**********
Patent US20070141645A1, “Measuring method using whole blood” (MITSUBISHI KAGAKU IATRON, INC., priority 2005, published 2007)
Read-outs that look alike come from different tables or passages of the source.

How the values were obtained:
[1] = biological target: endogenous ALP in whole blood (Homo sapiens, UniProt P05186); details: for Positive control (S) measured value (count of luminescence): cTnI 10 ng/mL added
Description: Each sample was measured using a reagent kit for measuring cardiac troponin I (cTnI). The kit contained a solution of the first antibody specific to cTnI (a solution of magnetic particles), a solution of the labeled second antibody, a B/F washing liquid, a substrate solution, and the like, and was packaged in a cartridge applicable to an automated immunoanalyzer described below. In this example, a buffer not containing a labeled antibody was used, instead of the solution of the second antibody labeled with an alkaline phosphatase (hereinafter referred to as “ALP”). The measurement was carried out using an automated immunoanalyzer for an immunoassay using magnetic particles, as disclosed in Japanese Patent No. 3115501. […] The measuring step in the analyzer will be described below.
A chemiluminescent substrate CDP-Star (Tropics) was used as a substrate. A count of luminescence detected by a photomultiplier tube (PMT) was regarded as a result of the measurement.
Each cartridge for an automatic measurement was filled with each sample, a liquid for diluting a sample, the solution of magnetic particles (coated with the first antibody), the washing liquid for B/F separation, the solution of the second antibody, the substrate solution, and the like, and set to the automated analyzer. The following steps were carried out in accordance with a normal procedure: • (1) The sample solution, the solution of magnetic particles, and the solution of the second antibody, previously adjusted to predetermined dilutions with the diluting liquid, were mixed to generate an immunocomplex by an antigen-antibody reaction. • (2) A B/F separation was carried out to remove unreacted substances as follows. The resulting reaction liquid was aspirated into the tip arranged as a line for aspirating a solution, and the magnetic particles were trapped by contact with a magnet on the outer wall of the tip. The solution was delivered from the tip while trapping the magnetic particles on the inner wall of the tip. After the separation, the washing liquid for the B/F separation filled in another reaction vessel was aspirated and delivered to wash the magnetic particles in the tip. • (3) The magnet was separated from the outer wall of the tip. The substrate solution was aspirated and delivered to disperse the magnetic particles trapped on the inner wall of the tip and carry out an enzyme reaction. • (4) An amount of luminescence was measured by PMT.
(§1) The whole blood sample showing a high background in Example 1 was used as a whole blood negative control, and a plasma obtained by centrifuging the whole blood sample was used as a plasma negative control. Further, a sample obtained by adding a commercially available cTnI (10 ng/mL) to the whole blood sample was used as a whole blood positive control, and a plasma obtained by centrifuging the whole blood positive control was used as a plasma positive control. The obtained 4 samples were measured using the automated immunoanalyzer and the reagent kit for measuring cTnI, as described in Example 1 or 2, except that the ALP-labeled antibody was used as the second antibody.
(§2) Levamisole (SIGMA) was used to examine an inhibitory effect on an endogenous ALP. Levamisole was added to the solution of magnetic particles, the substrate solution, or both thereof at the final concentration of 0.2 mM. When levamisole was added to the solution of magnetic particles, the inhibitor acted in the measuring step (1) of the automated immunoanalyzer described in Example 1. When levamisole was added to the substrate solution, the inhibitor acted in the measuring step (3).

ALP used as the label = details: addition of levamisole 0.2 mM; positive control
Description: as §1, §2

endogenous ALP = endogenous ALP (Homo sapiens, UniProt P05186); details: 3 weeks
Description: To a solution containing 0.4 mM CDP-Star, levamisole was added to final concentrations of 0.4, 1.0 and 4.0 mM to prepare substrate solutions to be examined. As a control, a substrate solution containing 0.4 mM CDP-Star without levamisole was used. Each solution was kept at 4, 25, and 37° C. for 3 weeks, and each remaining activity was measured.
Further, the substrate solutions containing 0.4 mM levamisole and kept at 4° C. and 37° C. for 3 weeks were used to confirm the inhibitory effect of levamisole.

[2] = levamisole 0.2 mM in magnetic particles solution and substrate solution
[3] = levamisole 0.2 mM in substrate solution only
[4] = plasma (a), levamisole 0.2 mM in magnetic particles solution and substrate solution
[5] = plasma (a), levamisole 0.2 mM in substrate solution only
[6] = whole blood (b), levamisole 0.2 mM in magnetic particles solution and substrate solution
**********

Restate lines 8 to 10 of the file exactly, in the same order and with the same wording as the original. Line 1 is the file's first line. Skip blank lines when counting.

(§1) The whole blood sample showing a high background in Example 1 was used as a whole blood negative control, and a plasma obtained by centrifuging the whole blood sample was used as a plasma negative control. Further, a sample obtained by adding a commercially available cTnI (10 ng/mL) to the whole blood sample was used as a whole blood positive control, and a plasma obtained by centrifuging the whole blood positive control was used as a plasma positive control. The obtained 4 samples were measured using the automated immunoanalyzer and the reagent kit for measuring cTnI, as described in Example 1 or 2, except that the ALP-labeled antibody was used as the second antibody.
(§2) Levamisole (SIGMA) was used to examine an inhibitory effect on an endogenous ALP. Levamisole was added to the solution of magnetic particles, the substrate solution, or both thereof at the final concentration of 0.2 mM. When levamisole was added to the solution of magnetic particles, the inhibitor acted in the measuring step (1) of the automated immunoanalyzer described in Example 1. When levamisole was added to the substrate solution, the inhibitor acted in the measuring step (3).

ALP used as the label = details: addition of levamisole 0.2 mM; positive control